Can this be done? Is this even Legal?

17 Replies

Hi BP, 

I recently got an idea, but I'm starting to doubt that it is feasible,  and it may not even be legal for all I know. I know BP has people of all backgrounds so I expect someone might be able to answer my question.  The situation is kind of complicated, but I'll do my best to explain it.

About three weeks ago I got a divorce. For the settlement, I transferred money from my retirement investments to her.  Our plan was that since she would be going to nursing school for the next two years, I would give her enough to help her do that and find a very cheap place to live. It was a pretty lopsided agreement, but I want her to have the resources to have a future.  

I recently had an idea that would be a win-win for us both.  Instead of her using the money allocated towards finding a very cheap housing situation, she could give me enough to make a sizable down payment on a loan to get a property that is nice enough for me to rent out when she leaves.  I would be able to get into real estate, and she could live in a decent place for a while. 

But is that even legal? Can she give me some money she received by cashing the retirement money I transferred to her? If that is legal, is there some way that I could use that money to secure a loan that I probably couldn't get without a 40% down payment on a 100K house for rent?  Would she have to be on the mortgage?  Her credit is really bad. Thats why we think that to get a loan, it would have to be through me.



I don't know about the legality of it but I would seriously, SERIOUSLY, question how smart it is. I know lots of people who think that they are going to have or that they had an amicable divorce, but there are always hard feelings there. I would not want to be financially tied to someone that I divorced any more than absolutely necessary. I think you are setting yourself up for some serious pain down the road. I can see so many ways that this ends badly, very badly.

DISCLAIMER, I am not licensed to practice law in your State.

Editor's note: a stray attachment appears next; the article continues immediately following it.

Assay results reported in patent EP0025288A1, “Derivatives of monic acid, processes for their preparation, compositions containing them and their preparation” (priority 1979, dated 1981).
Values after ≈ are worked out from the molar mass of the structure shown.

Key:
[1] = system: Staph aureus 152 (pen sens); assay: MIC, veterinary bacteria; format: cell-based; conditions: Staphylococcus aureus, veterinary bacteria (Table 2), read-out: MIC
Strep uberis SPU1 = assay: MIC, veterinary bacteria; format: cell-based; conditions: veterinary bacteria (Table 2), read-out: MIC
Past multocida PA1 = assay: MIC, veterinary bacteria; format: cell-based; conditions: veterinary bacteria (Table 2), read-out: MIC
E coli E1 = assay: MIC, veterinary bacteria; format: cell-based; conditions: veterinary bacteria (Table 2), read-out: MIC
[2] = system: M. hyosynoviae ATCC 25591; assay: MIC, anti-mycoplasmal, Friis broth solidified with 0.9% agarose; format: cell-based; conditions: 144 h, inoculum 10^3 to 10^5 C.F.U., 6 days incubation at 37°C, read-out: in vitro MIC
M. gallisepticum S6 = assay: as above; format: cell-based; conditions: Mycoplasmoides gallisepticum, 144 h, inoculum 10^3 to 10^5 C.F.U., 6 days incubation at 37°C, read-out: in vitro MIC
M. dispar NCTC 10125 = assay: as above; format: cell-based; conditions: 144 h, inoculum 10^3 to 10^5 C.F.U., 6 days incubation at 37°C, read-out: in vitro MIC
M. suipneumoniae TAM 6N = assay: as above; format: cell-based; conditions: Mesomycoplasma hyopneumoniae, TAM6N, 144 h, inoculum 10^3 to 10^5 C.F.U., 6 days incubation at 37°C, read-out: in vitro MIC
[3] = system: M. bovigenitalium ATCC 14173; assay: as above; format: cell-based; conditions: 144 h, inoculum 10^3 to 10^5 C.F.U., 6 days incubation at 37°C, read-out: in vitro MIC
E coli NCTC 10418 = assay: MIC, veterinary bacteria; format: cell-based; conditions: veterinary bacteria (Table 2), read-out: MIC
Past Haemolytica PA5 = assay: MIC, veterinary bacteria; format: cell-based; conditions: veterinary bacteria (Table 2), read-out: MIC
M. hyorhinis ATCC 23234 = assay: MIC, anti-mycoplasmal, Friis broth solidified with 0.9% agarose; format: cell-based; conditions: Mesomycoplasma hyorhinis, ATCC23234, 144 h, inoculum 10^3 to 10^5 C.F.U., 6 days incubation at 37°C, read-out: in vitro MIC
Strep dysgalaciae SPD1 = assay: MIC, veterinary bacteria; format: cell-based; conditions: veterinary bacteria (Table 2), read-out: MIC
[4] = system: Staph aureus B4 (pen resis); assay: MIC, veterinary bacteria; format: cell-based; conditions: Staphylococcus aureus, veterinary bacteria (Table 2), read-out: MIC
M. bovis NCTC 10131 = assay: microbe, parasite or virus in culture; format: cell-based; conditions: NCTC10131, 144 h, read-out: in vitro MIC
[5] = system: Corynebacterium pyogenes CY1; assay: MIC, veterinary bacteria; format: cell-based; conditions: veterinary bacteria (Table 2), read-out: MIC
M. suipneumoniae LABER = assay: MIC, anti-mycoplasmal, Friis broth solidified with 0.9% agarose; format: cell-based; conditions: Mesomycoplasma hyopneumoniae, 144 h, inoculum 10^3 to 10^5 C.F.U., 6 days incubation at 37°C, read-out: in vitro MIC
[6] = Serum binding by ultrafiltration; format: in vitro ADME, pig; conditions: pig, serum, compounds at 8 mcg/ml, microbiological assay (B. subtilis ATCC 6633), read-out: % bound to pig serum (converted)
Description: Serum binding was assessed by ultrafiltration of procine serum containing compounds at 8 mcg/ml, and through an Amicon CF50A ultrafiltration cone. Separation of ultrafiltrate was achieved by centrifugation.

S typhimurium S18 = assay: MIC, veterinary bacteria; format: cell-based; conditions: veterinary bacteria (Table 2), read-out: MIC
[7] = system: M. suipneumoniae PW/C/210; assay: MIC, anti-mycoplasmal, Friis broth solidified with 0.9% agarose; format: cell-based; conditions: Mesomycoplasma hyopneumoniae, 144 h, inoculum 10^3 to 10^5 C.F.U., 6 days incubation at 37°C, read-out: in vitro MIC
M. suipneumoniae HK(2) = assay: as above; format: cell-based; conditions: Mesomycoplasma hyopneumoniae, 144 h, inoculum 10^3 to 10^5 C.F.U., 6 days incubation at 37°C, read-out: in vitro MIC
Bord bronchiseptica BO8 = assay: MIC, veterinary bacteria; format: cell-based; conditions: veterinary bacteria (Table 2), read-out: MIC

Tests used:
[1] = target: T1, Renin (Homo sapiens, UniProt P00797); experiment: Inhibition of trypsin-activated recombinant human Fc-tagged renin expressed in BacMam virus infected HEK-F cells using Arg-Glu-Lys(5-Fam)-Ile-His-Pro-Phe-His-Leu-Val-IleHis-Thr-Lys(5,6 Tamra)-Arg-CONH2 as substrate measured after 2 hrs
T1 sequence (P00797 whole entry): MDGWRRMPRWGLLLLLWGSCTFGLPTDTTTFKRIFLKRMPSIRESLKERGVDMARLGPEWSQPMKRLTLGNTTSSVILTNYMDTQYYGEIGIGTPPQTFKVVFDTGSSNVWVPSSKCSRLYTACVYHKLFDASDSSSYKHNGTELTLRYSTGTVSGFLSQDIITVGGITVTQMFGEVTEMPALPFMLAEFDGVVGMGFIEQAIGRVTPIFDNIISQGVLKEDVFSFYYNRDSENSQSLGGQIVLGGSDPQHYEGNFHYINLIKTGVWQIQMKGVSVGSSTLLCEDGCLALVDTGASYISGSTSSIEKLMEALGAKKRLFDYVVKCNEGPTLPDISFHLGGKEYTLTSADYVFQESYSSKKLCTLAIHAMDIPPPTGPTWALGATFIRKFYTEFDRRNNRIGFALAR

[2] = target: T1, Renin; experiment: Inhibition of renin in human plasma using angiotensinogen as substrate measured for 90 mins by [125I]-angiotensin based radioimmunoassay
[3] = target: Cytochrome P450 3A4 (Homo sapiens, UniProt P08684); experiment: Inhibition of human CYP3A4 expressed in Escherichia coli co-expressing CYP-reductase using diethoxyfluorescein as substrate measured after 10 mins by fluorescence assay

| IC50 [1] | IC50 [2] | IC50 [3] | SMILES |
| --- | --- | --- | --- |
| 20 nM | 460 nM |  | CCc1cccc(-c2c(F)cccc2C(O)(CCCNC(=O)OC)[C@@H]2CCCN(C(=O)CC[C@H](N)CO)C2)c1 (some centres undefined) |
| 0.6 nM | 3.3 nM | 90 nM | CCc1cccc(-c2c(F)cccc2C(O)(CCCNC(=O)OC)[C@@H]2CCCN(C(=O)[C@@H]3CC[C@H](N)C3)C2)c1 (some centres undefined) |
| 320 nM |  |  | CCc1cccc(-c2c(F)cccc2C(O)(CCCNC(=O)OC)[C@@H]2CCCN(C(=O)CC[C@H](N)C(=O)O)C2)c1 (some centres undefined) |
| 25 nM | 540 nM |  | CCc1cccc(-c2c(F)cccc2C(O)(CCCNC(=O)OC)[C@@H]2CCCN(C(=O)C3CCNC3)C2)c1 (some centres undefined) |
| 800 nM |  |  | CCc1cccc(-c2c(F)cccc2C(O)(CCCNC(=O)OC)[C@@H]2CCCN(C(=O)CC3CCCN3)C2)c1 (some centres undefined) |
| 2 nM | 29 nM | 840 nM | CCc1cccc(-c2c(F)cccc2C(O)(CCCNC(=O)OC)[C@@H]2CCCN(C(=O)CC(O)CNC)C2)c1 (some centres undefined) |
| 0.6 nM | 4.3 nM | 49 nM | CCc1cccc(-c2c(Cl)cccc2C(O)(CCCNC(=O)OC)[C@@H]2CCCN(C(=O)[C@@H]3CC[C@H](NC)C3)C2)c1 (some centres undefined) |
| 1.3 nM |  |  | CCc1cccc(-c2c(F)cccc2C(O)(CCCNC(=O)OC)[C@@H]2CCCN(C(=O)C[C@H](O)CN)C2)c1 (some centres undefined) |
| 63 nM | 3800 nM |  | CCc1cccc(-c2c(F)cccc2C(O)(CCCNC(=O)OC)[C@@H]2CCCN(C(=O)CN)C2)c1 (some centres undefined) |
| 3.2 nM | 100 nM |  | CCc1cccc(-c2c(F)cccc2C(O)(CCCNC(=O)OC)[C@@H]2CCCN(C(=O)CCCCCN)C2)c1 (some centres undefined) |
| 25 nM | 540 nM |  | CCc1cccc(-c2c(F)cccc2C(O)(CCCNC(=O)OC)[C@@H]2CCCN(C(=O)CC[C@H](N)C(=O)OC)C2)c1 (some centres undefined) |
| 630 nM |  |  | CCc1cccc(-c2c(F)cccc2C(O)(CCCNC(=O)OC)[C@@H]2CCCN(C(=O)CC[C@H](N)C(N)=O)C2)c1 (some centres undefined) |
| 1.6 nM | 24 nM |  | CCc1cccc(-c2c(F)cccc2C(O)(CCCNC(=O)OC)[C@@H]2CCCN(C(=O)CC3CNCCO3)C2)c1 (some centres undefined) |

The transfer of the retirement assets to your ex, as part of your marital settlement order from a court, converts those assets to her, lawfully and legally.  Any tax ramifications you will face (early distribution penalty if you are under 59 1/2, taxes on the distribution etc.) are on you.  Now that those assets are lawfully your ex wife's assets.  She is free to do whatever she wants with them, including loaning/giving them to you so you can do whatever you want with them.  Having said that, I agree with @Edward B. wholeheartedly.  This is not a road you will likely enjoy going down in terms of buying a joint asset with your ex-wife, having her live in it now, and then surrender the asset to you later (even if you compensate her for it.)

The song "Bad Moon Rising" comes to mind...

Good luck.

Listen to the guys above. Having lived (barely) through 4 divorces I can attest to one divorce is worth 2 stock market crashes and the road to hell is paved with good intentions. Get back in the shower and come up with another plan.

If she contributes funds (source is irrelevant) she could later make claims against the new property.

Although a divorce may be finalized, your lives will be tangled for a long time thereafter.

Thanks for responding. I understand your concern but the fact is, something like this seems like the only way I can save face and try to get something out of this.  I should have just agreed to give her money for school, and to help with her debt, but it wasn't necessary to give her enough to buy outright a house and pay the taxes.  Instead, our arrangement meant she could own a small house, have most of my retirement,  while I'm still paying the mortgage of my own home.  I don't have any malice towards her, but to be truthful, I have begun to feel  a little bitter. I think it became more acute when I realized that so much of what I had earned over 25 years, was now gone,  I'll be basically starting over.

I see this as the only way I can look at myself and not feel quite so duped. I would be trading retirement money for an investment opportunity.  Any money she gave me towards the down payment, and the house itself, would be mine. I could sell the house for half of what it is worth, pay the bank back, and walk away with thousands of dollars I would never have seen without such an arrangement.    

For example example, I was pre-approved a loan of $120K with a 40% down payment. Awful terms, but it's because my income is so low. If she only gave me $48K I would own a house valued at 120K, and I would owe the bank  $72K. When she leaves after a couple years, I sell the house for $80K and still come away with $8000 more than I would get if we do not make any sort of arrangement.  Moreover, my proposal has been 80,000. not $48,000. I don't know how I could lose.  

The way I see it this would be me taking advantage of her.  She will not find anything for 80K minus closing.  I would be taking advantage of that to get $80,000. But it would be in her interest too, because she will have a place to live rent free(for a short time), and more money short term to do some of the things she would like to do.  She would have a nicer place to host her son who is in Scotland, if he would come for a visit.  He would have a place waiting for him if he chose to come back to the U.S. and go to Eastern Mich University, or WCC.  When you look at it this way, the is potential for it to be a win - win - win arrangement.  We'll see